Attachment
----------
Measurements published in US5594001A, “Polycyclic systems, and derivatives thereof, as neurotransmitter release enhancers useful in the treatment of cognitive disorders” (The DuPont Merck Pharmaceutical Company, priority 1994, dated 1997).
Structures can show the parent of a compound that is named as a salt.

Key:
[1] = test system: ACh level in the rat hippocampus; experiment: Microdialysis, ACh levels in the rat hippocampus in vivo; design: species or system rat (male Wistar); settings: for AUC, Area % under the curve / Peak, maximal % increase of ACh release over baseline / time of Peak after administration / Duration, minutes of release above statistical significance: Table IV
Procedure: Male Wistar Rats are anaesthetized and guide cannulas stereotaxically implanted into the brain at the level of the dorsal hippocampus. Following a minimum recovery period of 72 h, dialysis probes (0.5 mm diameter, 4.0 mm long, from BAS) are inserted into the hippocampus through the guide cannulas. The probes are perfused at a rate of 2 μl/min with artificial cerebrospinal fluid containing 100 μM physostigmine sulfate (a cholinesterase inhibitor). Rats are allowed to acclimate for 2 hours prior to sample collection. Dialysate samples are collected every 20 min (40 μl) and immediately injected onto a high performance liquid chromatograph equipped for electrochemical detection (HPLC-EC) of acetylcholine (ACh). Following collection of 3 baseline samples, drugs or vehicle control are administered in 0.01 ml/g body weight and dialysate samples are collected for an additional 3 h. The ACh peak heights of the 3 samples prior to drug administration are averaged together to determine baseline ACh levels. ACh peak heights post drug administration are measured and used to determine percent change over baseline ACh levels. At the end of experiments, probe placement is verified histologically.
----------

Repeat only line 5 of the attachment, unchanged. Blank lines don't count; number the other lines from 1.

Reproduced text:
Procedure: Male Wistar Rats are anaesthetized and guide cannulas stereotaxically implanted into the brain at the level of the dorsal hippocampus. Following a minimum recovery period of 72 h, dialysis probes (0.5 mm diameter, 4.0 mm long, from BAS) are inserted into the hippocampus through the guide cannulas. The probes are perfused at a rate of 2 μl/min with artificial cerebrospinal fluid containing 100 μM physostigmine sulfate (a cholinesterase inhibitor). Rats are allowed to acclimate for 2 hours prior to sample collection. Dialysate samples are collected every 20 min (40 μl) and immediately injected onto a high performance liquid chromatograph equipped for electrochemical detection (HPLC-EC) of acetylcholine (ACh). Following collection of 3 baseline samples, drugs or vehicle control are administered in 0.01 ml/g body weight and dialysate samples are collected for an additional 3 h. The ACh peak heights of the 3 samples prior to drug administration are averaged together to determine baseline ACh levels. ACh peak heights post drug administration are measured and used to determine percent change over baseline ACh levels. At the end of experiments, probe placement is verified histologically.